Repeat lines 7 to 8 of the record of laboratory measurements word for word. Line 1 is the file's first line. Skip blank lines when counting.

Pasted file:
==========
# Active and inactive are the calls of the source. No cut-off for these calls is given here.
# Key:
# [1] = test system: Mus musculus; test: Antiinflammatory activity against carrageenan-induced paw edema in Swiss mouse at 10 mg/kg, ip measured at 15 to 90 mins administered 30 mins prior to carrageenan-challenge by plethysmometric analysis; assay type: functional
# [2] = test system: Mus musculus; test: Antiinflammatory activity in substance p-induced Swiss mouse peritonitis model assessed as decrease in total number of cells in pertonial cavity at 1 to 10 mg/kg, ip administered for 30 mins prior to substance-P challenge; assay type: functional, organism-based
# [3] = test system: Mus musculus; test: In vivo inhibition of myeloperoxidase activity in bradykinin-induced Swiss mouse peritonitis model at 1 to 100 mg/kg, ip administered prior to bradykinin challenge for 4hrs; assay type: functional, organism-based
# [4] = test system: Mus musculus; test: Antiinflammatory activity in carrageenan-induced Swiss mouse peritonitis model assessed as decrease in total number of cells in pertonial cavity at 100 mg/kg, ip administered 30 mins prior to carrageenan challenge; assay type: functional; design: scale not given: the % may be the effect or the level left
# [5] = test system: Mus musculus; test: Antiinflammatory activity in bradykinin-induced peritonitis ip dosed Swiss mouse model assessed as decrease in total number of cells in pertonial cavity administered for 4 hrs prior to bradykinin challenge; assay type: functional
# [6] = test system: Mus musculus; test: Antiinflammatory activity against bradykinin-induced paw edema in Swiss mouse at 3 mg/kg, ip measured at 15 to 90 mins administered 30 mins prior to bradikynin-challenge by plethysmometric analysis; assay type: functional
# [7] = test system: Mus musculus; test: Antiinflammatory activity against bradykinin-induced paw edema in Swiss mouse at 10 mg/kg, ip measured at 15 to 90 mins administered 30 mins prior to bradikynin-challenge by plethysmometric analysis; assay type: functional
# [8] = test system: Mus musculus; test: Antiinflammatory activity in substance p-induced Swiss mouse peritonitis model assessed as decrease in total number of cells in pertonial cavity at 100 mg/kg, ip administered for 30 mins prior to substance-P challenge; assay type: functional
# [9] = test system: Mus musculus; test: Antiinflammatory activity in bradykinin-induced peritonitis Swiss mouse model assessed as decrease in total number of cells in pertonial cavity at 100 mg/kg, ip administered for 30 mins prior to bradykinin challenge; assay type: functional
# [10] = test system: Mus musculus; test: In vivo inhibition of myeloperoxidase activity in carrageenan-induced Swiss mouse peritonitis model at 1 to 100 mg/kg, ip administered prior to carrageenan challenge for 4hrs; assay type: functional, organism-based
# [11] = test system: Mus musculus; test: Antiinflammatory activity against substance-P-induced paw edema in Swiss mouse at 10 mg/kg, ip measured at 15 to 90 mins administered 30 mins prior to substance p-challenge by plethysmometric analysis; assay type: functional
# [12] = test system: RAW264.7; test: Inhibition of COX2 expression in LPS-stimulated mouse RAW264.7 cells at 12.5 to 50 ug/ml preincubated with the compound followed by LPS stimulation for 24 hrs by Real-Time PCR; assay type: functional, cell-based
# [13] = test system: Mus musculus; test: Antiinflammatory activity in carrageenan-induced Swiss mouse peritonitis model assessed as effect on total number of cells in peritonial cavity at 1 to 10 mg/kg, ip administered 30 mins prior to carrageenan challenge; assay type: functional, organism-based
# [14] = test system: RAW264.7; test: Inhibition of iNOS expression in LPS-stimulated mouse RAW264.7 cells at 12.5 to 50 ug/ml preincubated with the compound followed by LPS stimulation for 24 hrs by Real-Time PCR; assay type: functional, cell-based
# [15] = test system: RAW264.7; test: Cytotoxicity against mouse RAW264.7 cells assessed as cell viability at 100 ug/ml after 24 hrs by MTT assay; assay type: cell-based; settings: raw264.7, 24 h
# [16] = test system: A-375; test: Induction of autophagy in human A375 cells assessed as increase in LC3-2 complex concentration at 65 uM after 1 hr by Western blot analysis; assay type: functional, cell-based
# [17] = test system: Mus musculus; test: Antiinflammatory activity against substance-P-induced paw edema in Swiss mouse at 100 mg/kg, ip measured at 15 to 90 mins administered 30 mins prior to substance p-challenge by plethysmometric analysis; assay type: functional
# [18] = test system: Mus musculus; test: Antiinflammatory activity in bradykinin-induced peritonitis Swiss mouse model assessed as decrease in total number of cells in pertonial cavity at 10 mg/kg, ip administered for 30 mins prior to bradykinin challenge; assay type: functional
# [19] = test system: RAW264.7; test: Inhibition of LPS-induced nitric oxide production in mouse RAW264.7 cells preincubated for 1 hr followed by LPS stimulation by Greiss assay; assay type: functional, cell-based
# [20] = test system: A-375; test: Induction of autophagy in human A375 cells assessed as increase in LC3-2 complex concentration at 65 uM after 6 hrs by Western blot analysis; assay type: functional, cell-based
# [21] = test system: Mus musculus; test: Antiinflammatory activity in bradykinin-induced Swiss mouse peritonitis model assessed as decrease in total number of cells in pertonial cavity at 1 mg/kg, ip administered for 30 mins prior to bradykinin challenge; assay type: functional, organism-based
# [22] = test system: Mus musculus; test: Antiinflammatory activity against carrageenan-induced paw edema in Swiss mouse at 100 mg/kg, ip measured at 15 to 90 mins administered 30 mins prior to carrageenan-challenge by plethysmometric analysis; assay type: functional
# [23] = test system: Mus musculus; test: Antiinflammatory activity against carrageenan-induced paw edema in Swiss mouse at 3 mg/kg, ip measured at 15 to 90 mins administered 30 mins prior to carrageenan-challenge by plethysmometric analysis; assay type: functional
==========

# [5] = test system: Mus musculus; test: Antiinflammatory activity in bradykinin-induced peritonitis ip dosed Swiss mouse model assessed as decrease in total number of cells in pertonial cavity administered for 4 hrs prior to bradykinin challenge; assay type: functional
# [6] = test system: Mus musculus; test: Antiinflammatory activity against bradykinin-induced paw edema in Swiss mouse at 3 mg/kg, ip measured at 15 to 90 mins administered 30 mins prior to bradikynin-challenge by plethysmometric analysis; assay type: functional